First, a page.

Bond markets — expect a pickup in volatility



​Andrew Mulliner, Portfolio Manager, highlights the developments in bond markets this year, explaining what he believes lies ahead, while pointing out major areas of focus in their portfolios for the rest of 2018.  

Bond markets feel very different this year, what is behind this?
So far, 2018 has been a very different year to 2017. Bond yields rose dramatically, in January and February, with government bond yields in the US hitting levels not seen since 2013 and threatening to move higher still. Volatility, which had been very subdued in 2017, has picked up substantially in both bonds and equities. Credit (corporate bond) spreads have moved wider but for the most part remain well behaved.

Why the change? A combination of positive, synchronised economic growth across much of the world, central banks in various stages of exiting extraordinarily accommodative monetary policy, and signs of a cyclical pickup in inflation. To top it off, we have had significant fiscal easing in the US, which will significantly add to the debt issuance of the US Treasury.

What do you expect from the bond markets for the rest of the year?
Our expectation is that we are probably past the point of peak growth for this year. Forward looking indicators like business surveys and some monetary indicators suggest that weaker growth lies ahead, although we expect a moderation in growth rather than anything more sinister at this point. Inflation looks set to rise further from here at the headline level given the pickup in oil prices experienced so far this year, although we expect this to moderate though time, and core measures of inflation are expected to remain well contained. This leads us to expect that central banks will continue to tighten — only gradually — and lessens our concerns for a major bond rout in 2018. That said, we do think that the pick-up in volatility is here to stay, which suggests 2018 will be a year for both opportunity and risk.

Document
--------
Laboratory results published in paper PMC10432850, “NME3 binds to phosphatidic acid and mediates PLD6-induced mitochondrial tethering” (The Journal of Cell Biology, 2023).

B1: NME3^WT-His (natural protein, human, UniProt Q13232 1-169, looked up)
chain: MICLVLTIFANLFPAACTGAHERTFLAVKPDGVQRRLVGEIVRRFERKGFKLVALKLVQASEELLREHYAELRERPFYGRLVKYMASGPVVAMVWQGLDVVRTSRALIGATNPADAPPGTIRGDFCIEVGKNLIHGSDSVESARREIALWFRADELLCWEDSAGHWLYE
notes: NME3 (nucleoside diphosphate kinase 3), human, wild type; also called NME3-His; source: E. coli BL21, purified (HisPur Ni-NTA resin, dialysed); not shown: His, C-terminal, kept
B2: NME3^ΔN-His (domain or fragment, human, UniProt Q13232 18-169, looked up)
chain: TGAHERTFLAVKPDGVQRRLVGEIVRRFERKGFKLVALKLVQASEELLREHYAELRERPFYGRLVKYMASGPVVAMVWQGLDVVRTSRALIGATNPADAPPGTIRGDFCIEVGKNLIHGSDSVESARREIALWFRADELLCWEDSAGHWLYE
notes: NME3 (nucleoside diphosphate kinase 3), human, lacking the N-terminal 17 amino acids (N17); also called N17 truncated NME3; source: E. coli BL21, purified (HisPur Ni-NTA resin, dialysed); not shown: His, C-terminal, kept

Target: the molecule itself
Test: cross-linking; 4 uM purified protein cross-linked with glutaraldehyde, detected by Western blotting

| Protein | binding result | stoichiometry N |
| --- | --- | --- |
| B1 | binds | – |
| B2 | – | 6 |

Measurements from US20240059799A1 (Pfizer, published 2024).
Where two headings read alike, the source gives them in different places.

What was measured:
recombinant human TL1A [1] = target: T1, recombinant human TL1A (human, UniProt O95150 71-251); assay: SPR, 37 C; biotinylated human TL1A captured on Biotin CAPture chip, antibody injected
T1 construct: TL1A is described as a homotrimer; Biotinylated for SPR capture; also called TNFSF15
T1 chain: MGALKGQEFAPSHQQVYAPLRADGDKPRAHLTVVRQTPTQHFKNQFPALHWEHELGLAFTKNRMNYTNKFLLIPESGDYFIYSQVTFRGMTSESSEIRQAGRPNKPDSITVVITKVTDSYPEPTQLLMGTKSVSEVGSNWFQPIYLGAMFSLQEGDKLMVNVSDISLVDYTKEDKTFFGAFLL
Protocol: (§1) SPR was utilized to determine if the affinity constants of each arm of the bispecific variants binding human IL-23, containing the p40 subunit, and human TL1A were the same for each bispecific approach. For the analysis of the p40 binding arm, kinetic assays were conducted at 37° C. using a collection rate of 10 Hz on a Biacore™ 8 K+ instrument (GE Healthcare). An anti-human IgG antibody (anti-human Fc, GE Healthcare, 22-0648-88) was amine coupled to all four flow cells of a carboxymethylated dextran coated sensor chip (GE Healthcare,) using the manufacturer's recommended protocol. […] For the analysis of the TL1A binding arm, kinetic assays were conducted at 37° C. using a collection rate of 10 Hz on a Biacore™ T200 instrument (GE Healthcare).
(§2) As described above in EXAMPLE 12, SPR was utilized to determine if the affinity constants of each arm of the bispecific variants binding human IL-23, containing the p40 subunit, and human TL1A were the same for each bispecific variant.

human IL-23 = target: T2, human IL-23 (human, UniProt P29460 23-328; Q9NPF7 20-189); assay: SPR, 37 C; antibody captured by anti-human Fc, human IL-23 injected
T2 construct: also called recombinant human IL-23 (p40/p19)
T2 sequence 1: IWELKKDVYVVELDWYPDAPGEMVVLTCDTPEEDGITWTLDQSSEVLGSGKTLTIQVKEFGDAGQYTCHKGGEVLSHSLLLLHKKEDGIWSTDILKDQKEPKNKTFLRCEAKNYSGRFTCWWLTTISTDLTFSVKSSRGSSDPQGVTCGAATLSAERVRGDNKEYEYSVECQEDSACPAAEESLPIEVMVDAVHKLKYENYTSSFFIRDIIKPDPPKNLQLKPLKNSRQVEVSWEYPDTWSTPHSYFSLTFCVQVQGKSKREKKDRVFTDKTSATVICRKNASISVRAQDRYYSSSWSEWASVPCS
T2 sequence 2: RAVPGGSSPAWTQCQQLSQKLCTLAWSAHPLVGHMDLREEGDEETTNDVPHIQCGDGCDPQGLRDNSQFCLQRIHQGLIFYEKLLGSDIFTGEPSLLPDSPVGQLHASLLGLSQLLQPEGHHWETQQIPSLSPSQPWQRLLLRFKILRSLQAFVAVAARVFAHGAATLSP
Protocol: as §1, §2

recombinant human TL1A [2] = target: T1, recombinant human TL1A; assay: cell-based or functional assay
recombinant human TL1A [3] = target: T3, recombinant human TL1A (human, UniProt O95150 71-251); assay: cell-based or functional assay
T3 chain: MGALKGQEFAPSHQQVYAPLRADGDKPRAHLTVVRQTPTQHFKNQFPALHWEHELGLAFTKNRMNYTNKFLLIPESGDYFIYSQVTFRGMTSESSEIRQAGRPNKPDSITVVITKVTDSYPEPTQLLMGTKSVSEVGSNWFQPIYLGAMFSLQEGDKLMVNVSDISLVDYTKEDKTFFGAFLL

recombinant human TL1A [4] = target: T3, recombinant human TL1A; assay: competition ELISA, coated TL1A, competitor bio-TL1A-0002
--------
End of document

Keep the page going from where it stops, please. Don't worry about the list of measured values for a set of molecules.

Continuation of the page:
Where do you see potential sources of attractive returns given the current backdrop?
We are looking at three main thematic areas for 2018. Firstly, with the big lift higher in government bond yields and with central bank tightening increasingly priced into markets, we believe that selective government bond exposure can offer both return and diversification for broader bond and risk asset portfolios. The second area of interest to us is floating rate credit; in particular secured loans and asset-backed securities (ABS), both of which offer reasonable spreads with lower volatility than conventional fixed rate corporate bonds. Finally, we prefer the emerging markets (EM) to developed markets for fixed rate corporates exposure. EM credit offers more diversification within the asset class itself, and for a given issuer, tends to offer wider credit spreads for similar or better credit quality. We find the likes of US high yield particularly unattractive given the tight spreads (higher valuations), high leverage and increasingly late-cycle US economy.